China has very strict laws against marijuana use these days, but research suggests that ancient China may have been a lot more permissive way back in the day, around 2,800 years ago.
Chinese researchers have recently found a cache of 13 nearly whole cannabis plants inside a tomb located in the Turpan Basin, a northwestern part of China which was “an important stop on the Silk Road,” according to a new report published in Economic Botany (via National Geographic). The discovery was found among the 240 tombs in the cemetery site.
The discovered plants were reportedly arranged around the body of the corpse, forming a shroud. Experts believe that the dead man may have been a Subeixi village shaman. Carbon dating revealed that the remains of the buried man, which appeared to be Caucasian, was around 2,400 to 2,800 years old.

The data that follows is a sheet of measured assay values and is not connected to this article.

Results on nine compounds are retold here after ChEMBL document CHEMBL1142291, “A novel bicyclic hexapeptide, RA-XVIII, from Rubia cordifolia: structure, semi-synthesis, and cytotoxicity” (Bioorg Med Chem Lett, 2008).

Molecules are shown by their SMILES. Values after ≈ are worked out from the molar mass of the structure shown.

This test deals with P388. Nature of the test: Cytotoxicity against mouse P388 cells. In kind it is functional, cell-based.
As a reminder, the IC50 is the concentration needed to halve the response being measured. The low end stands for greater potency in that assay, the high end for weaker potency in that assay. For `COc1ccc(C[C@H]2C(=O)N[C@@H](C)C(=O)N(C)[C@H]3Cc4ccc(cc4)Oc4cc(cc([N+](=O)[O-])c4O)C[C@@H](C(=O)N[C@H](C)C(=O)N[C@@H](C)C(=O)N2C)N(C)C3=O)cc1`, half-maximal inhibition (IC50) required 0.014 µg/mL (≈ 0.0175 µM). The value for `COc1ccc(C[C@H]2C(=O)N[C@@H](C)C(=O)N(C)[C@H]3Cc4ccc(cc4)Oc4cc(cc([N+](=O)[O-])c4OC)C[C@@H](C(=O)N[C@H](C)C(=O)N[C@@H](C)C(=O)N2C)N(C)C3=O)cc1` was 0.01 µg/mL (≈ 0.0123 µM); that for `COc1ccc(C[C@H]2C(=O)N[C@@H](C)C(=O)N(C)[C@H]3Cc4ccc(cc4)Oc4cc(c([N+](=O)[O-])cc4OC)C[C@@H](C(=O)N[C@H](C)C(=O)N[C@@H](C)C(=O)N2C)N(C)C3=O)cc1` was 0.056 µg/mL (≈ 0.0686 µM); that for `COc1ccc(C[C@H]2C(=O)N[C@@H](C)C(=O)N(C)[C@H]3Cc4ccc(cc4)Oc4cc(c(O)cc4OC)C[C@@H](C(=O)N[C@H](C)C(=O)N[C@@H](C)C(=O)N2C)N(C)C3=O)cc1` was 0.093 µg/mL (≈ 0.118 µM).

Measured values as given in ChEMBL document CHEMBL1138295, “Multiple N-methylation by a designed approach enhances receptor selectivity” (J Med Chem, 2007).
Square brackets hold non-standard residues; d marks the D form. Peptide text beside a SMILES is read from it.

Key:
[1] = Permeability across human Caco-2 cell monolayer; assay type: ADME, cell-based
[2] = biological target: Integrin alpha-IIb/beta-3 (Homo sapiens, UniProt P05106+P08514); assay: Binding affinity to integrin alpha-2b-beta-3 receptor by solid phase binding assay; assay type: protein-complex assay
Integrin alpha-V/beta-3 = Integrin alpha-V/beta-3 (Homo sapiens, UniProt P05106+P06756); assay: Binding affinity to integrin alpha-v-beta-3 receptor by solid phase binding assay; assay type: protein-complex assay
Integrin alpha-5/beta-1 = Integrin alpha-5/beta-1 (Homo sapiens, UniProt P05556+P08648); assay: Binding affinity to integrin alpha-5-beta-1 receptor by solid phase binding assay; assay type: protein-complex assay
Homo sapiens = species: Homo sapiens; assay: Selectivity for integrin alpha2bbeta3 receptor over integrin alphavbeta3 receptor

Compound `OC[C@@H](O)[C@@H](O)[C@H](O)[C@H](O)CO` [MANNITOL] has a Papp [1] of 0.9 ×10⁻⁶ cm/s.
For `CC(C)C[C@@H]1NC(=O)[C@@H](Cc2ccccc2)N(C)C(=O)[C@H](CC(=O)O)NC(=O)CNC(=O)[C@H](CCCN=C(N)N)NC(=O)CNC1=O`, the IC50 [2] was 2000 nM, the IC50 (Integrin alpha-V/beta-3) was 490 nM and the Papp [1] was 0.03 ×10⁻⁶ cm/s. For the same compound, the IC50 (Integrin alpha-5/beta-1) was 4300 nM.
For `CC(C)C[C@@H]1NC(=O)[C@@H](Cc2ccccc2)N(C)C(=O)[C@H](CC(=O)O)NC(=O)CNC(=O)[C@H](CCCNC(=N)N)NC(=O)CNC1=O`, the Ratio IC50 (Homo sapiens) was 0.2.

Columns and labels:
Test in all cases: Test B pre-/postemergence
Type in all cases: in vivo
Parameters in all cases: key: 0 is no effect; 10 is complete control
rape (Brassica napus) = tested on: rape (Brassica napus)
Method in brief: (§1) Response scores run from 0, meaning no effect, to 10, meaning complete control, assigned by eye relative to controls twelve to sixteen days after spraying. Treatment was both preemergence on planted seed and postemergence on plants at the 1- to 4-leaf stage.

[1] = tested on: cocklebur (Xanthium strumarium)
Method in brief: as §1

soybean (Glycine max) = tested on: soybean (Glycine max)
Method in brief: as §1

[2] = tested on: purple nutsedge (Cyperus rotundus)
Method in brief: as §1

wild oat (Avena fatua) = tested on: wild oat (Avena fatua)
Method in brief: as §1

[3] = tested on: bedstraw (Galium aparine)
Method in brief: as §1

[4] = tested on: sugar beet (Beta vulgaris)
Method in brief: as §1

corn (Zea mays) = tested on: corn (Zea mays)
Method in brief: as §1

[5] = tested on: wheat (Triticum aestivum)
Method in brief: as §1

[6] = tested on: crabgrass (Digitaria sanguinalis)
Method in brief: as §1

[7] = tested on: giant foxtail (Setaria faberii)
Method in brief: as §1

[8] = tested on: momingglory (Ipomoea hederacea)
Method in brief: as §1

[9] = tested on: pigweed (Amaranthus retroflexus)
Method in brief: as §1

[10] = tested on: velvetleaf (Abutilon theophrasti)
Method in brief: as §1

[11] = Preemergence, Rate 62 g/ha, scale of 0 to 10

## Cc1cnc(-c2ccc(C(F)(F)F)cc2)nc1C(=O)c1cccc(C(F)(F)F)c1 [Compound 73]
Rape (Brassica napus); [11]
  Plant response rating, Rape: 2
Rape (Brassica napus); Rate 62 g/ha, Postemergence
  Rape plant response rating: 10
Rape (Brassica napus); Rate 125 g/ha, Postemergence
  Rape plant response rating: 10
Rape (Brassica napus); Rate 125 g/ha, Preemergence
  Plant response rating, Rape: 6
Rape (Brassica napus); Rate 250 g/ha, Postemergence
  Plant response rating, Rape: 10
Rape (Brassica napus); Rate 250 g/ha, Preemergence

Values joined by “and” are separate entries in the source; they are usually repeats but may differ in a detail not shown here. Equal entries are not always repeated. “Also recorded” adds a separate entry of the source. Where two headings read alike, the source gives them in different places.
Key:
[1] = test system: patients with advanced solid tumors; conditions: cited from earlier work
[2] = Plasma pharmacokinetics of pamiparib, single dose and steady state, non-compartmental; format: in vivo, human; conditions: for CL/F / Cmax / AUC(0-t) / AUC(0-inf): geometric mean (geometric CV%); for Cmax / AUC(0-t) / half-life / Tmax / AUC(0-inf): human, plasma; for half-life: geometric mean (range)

Researchers have had similar discoveries before, with cannabis plants found at sites in northwestern China. However, it is the way how the plants were arranged that highlights new evidence that the fresh plants were locally grown.
“This is the first time ever that archaeologists have recovered complete cannabis plants, as well as the first incidence of their use as a ‘shroud’ or covering in a human burial,” lead author Hongen Jiang was quoted as saying.
Researchers further suggested that “Apparently, medicinal and possibly spiritual or at least ritualistic Cannabis use was a widespread custom among Central Eurasian peoples during the first millennium before the Christian era.”